Senior Creates Website to Help Online Students
Story by Heidi Wetmore
When the coronavirus pandemic began last March, students from Spencerville Adventist Academy (SAA) moved to an online educational experience. Wanting to help kids who were struggling to adjust to online learning and to grasp concepts virtually, Abby Shim (’21) began tutoring them, free of charge.
“For the most part, it went well,” says Shim, “but I decided to take it a step further and make a website so that my students could upload their worksheets prior to their session and to make it easier for parents to communicate with me.” Shim’s website, powertothepupil.org, enabled her to meet the needs of those she tutored in a more helpful way.
“It’s very fulfilling seeing students being able to understand a concept they struggle a lot with. As a student myself, I know how satisfying it is to finally understand a tough homework problem or master a topic just in time for an upcoming test,” says Shim. “Additionally, I believe that the best way to learn something is to teach it yourself! I find that, whenever I teach someone a concept, I force myself to understand the material better.”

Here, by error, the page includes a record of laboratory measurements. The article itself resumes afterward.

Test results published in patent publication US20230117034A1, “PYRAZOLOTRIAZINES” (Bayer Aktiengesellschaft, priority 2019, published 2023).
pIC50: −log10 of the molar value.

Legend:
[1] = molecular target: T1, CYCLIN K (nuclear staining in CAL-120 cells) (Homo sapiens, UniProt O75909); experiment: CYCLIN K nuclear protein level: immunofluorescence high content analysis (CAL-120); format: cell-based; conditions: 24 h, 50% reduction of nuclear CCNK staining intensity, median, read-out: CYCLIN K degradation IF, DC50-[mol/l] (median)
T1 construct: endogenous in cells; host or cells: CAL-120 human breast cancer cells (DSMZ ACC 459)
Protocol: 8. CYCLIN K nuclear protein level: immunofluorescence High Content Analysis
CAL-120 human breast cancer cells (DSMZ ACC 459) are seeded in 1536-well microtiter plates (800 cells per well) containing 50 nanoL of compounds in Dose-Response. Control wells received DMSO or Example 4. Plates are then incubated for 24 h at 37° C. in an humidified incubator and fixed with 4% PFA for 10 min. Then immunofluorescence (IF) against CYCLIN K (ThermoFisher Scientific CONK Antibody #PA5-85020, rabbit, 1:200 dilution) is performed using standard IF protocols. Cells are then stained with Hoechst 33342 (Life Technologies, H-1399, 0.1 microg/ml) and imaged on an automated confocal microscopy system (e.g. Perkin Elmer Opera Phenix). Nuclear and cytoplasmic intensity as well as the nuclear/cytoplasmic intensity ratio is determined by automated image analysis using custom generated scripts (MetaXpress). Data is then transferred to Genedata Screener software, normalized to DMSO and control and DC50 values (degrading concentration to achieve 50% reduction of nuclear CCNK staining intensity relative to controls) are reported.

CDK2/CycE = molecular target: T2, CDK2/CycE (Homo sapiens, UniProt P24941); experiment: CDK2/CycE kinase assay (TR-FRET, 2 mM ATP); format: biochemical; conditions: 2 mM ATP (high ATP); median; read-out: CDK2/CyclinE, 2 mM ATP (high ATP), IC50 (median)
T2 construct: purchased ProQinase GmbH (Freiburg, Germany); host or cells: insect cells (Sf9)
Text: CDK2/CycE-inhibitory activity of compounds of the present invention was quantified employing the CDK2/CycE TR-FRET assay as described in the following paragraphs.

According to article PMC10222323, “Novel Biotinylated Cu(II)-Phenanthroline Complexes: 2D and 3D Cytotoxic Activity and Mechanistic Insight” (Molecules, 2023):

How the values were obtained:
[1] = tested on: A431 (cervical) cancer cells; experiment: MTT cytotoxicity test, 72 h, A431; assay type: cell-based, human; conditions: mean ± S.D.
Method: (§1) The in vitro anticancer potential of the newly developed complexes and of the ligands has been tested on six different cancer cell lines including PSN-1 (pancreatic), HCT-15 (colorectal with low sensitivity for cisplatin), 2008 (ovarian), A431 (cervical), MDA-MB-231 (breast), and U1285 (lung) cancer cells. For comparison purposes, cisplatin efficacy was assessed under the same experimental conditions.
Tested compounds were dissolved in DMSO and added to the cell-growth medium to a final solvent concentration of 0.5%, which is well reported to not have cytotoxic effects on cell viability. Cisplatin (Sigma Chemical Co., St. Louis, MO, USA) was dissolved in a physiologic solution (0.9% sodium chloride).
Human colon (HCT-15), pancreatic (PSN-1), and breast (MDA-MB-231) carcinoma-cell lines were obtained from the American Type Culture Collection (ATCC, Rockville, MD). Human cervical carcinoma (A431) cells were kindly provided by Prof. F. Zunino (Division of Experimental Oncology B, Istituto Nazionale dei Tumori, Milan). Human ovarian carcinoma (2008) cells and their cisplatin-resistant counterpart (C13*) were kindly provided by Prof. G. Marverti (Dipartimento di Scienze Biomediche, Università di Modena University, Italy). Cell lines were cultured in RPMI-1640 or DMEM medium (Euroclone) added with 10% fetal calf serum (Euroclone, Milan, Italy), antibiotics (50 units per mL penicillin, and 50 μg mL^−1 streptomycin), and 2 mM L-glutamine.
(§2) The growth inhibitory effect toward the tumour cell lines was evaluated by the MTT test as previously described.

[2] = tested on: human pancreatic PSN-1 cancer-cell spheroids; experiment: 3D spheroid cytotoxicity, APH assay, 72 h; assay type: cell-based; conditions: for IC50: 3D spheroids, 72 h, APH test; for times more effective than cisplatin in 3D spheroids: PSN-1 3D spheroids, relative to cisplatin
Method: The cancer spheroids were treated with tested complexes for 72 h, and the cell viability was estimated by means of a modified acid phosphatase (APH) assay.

High school students at SAA need 20 hours of community service each year to graduate. As a result, Shim reached out to fellow high school students to collaborate with her in tutoring.
Due to her busy schedule, Shim limits herself to only tutoring students within the SAA community. Plus, tutoring is not the only activity that keeps her busy. This year, along with her studies and workload, she is the Student Association president and high school yearbook editor.
As a result of her exceptional academic promise, the 2021 National Merit Scholarship Program recently named Shim one of 34,000 Commended Students throughout the nation.
“Abby is organized, efficient, resourceful and Godcentered. She is also a compassionate student who willingly serves her peers and the community,” says High School Principal Ellenor Paul-O’Neil. “On any given day, you can find Abby thinking of innovative ways to make a difference, while still balancing her responsibilities.”